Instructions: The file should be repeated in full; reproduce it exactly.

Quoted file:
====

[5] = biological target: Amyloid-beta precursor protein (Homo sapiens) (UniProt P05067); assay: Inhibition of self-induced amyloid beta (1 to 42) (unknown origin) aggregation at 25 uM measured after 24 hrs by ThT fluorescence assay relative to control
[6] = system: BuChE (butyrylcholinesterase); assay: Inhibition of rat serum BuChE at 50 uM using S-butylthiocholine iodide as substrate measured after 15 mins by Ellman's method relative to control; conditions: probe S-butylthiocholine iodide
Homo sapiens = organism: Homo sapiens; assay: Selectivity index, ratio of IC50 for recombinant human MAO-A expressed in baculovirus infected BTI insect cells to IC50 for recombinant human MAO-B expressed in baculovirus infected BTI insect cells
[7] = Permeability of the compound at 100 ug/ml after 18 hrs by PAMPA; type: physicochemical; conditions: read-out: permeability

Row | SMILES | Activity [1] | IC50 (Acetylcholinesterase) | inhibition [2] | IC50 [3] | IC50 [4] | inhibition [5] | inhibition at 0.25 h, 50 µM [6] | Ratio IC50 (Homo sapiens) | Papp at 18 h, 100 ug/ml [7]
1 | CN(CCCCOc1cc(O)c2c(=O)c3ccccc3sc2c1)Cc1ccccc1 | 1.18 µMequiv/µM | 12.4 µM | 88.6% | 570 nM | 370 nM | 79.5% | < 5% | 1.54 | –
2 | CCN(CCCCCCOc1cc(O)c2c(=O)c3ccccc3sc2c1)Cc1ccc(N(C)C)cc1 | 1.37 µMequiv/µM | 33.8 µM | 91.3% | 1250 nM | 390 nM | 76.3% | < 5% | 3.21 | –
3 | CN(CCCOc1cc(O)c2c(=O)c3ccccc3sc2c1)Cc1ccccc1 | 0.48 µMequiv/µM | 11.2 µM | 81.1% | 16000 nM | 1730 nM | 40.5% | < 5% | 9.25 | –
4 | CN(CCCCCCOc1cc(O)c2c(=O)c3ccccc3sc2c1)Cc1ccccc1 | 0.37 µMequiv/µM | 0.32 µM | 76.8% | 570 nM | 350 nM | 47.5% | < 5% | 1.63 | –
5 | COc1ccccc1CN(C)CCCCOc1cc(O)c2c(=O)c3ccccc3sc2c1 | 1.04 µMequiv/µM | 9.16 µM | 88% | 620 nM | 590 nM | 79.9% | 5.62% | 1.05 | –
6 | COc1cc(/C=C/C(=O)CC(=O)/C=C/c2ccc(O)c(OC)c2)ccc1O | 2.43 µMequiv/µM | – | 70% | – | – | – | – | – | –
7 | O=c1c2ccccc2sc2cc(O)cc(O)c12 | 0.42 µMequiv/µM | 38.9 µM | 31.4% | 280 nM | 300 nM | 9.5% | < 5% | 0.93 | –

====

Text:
[5] = biological target: Amyloid-beta precursor protein (Homo sapiens) (UniProt P05067); assay: Inhibition of self-induced amyloid beta (1 to 42) (unknown origin) aggregation at 25 uM measured after 24 hrs by ThT fluorescence assay relative to control
[6] = system: BuChE (butyrylcholinesterase); assay: Inhibition of rat serum BuChE at 50 uM using S-butylthiocholine iodide as substrate measured after 15 mins by Ellman's method relative to control; conditions: probe S-butylthiocholine iodide
Homo sapiens = organism: Homo sapiens; assay: Selectivity index, ratio of IC50 for recombinant human MAO-A expressed in baculovirus infected BTI insect cells to IC50 for recombinant human MAO-B expressed in baculovirus infected BTI insect cells
[7] = Permeability of the compound at 100 ug/ml after 18 hrs by PAMPA; type: physicochemical; conditions: read-out: permeability

Row | SMILES | Activity [1] | IC50 (Acetylcholinesterase) | inhibition [2] | IC50 [3] | IC50 [4] | inhibition [5] | inhibition at 0.25 h, 50 µM [6] | Ratio IC50 (Homo sapiens) | Papp at 18 h, 100 ug/ml [7]
1 | CN(CCCCOc1cc(O)c2c(=O)c3ccccc3sc2c1)Cc1ccccc1 | 1.18 µMequiv/µM | 12.4 µM | 88.6% | 570 nM | 370 nM | 79.5% | < 5% | 1.54 | –
2 | CCN(CCCCCCOc1cc(O)c2c(=O)c3ccccc3sc2c1)Cc1ccc(N(C)C)cc1 | 1.37 µMequiv/µM | 33.8 µM | 91.3% | 1250 nM | 390 nM | 76.3% | < 5% | 3.21 | –
3 | CN(CCCOc1cc(O)c2c(=O)c3ccccc3sc2c1)Cc1ccccc1 | 0.48 µMequiv/µM | 11.2 µM | 81.1% | 16000 nM | 1730 nM | 40.5% | < 5% | 9.25 | –
4 | CN(CCCCCCOc1cc(O)c2c(=O)c3ccccc3sc2c1)Cc1ccccc1 | 0.37 µMequiv/µM | 0.32 µM | 76.8% | 570 nM | 350 nM | 47.5% | < 5% | 1.63 | –
5 | COc1ccccc1CN(C)CCCCOc1cc(O)c2c(=O)c3ccccc3sc2c1 | 1.04 µMequiv/µM | 9.16 µM | 88% | 620 nM | 590 nM | 79.9% | 5.62% | 1.05 | –
6 | COc1cc(/C=C/C(=O)CC(=O)/C=C/c2ccc(O)c(OC)c2)ccc1O | 2.43 µMequiv/µM | – | 70% | – | – | – | – | – | –
7 | O=c1c2ccccc2sc2cc(O)cc(O)c12 | 0.42 µMequiv/µM | 38.9 µM | 31.4% | 280 nM | 300 nM | 9.5% | < 5% | 0.93 | –